2. God’s decrees, absolute purposes and eternal appointments, that flow out of His eternal covenant, are another branch of this “northern iron and the steel,” that breaks to pieces everything before it, but which these cannot touch. I remember to have read that in our large manufactories, huge steel shears are made use of to cut to pieces plates of iron, as easily as you who have this day been employed at your needle have cut through a piece of linen, and much more easily than a child cuts through a common card. Thus, God’s purposes and eternal appointments, which are here compared to steel made from “northern iron,” can cut to pieces all your afflictions, trials and exercises, with the same facility as the steel shear, moved by steam, can cut through iron plates. But what else can touch them? Nothing but steel can cut through iron plates; and so nothing but the mighty power of God can cut through the trials, temptations, afflictions and sorrows that you are from time to time exercised with.
3. God’s promises recorded by the blessed Spirit in the unerring word of truth–are not these also part of “the northern iron and the steel?’ What so firm as they? Are not these the words of Jesus Himself? “Heaven and earth shall pass away, but My words shall not pass away.” (Matt. xxiv. 35.) Will not God’s promises stand forever and ever? Are they not all “yea and amen unto the glory of God by us?’ (2 Cor. i. 20.) Now the Lord has promised to bring the righteous out of trouble. He has promised to hear the sigh and cry of the mourners; to put their tears into His bottle; to remember them for good; to bow down His ear, and hear them when they call upon Him. He says, “Call upon Me in the day of trouble; I will deliver thee, and thou shalt glorify Me.” (Ps. 1. 15.) Is not this “the northern iron?” How strong! how firm! how unable to break! how impossible to bend! How it will cut through afflictions, and rend them asunder, as the steel shears cut asunder plates of iron!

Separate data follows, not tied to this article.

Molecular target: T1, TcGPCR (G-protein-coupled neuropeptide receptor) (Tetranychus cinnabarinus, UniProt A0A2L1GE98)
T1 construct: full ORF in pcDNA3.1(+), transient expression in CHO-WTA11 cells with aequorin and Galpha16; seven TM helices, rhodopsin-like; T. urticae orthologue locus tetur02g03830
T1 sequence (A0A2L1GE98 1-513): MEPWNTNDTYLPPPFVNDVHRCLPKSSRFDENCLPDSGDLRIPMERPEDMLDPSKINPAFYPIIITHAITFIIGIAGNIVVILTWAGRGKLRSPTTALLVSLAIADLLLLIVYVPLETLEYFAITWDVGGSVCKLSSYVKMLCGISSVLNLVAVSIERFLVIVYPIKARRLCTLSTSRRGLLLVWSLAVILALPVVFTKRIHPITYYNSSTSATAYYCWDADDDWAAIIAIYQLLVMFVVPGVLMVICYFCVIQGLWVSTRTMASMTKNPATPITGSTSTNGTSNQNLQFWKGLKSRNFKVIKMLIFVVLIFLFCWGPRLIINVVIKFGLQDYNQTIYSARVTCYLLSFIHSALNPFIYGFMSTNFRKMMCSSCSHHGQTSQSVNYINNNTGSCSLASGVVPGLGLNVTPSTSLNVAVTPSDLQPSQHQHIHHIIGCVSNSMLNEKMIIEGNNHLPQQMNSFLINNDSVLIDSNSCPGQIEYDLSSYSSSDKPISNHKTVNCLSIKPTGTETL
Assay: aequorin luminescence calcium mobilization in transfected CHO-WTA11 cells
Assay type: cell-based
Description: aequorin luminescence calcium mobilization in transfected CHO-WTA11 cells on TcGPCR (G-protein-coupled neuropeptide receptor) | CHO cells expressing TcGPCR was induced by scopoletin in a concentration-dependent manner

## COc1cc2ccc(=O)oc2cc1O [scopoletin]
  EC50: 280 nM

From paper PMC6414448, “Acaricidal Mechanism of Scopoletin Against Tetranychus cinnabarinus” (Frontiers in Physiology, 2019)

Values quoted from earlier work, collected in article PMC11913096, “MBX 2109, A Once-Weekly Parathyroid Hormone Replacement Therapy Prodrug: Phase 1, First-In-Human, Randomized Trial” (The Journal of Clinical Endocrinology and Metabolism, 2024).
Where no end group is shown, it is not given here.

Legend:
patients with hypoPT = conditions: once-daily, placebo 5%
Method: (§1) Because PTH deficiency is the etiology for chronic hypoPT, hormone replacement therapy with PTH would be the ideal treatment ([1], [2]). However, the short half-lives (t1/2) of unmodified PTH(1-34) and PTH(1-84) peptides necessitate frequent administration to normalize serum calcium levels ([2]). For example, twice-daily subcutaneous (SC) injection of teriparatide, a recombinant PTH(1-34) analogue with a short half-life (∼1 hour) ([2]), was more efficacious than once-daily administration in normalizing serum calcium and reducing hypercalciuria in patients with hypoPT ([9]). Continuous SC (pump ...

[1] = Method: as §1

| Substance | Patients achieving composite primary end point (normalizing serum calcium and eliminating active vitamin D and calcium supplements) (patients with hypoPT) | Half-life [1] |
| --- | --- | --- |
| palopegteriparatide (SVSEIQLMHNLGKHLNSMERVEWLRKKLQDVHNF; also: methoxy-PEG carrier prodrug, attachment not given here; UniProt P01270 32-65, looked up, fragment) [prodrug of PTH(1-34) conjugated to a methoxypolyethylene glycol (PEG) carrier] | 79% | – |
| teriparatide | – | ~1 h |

4. The blood shed for a chosen people–the propitiation and sacrifice that the Son of God once offered for sin upon Calvary’s tree–is not this, too, a part of that power of God which He here compares to “the northern iron and the steel?” Say your conscience is bowed down with guilt; your sins rise up like mountains before your view; you are distressed at the evils, which are manifested to your sight. But shall these sink you to hell? Shall these iron sins and iron guilt be left round your neck to drown you in eternal perdition? Not if you are one of the chosen seed; not if the blood of Jesus was shed for you upon the cross. That is able, when applied, to remove the strongest chains that may surround you– that is able, when made known to the conscience, to purge it, however guilty you feel, or however defiled by sin and filth.